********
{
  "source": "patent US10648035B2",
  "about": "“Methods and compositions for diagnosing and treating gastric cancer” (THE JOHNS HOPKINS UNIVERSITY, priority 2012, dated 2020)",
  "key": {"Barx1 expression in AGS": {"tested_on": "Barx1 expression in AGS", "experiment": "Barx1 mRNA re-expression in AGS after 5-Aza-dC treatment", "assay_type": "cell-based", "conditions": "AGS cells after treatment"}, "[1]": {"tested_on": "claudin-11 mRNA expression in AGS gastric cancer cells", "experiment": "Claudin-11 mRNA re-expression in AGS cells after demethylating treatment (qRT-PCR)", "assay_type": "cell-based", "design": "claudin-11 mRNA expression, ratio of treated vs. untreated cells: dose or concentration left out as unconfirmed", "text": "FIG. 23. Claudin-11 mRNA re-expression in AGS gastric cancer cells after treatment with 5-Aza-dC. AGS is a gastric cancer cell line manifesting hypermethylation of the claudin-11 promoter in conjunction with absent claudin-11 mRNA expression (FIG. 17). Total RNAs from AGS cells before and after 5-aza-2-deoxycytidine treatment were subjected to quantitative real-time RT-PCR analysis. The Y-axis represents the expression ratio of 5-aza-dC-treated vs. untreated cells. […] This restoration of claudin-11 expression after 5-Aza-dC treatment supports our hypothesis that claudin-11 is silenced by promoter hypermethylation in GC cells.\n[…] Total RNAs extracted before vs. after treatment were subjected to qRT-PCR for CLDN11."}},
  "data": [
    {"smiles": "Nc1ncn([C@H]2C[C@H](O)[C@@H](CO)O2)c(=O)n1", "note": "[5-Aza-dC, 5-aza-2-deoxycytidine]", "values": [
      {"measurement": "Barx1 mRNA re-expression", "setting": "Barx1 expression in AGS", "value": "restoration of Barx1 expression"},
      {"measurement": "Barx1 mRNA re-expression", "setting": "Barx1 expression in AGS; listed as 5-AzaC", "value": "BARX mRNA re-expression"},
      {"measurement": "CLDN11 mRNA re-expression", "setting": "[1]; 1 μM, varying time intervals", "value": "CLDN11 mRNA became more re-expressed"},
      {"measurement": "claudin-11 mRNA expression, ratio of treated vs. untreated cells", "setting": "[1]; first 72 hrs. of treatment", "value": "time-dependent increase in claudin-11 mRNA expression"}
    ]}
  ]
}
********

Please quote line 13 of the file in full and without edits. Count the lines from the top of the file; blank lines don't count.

}